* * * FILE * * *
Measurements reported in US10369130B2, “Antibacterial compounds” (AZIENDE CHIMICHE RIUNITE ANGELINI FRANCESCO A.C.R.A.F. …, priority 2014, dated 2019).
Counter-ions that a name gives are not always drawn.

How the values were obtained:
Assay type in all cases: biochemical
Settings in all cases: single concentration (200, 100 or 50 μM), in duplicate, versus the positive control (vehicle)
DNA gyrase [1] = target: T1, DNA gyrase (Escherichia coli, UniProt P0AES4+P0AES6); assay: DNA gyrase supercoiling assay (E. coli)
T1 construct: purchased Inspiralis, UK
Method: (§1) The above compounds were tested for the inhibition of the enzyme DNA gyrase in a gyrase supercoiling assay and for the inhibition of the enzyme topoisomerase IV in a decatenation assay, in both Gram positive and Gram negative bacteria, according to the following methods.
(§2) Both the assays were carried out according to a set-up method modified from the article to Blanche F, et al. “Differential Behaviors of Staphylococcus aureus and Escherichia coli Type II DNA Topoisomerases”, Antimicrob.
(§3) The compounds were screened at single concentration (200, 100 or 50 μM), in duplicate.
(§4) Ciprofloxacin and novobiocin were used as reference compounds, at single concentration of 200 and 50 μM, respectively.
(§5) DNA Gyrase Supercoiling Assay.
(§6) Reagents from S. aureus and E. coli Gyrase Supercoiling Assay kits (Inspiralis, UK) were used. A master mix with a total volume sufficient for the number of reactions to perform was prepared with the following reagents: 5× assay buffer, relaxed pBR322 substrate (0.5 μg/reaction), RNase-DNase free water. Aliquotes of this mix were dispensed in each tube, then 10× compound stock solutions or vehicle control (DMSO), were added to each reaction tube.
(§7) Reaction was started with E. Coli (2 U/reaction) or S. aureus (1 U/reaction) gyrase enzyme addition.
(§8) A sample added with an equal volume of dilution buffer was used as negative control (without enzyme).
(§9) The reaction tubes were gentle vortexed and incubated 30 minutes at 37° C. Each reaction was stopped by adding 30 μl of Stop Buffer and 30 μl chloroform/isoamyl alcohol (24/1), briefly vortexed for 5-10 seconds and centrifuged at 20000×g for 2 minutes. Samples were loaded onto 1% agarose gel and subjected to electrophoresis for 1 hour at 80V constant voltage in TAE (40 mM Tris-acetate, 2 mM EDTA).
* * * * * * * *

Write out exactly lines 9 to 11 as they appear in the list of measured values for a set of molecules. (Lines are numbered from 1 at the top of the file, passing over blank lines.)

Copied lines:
(§2) Both the assays were carried out according to a set-up method modified from the article to Blanche F, et al. “Differential Behaviors of Staphylococcus aureus and Escherichia coli Type II DNA Topoisomerases”, Antimicrob.
(§3) The compounds were screened at single concentration (200, 100 or 50 μM), in duplicate.
(§4) Ciprofloxacin and novobiocin were used as reference compounds, at single concentration of 200 and 50 μM, respectively.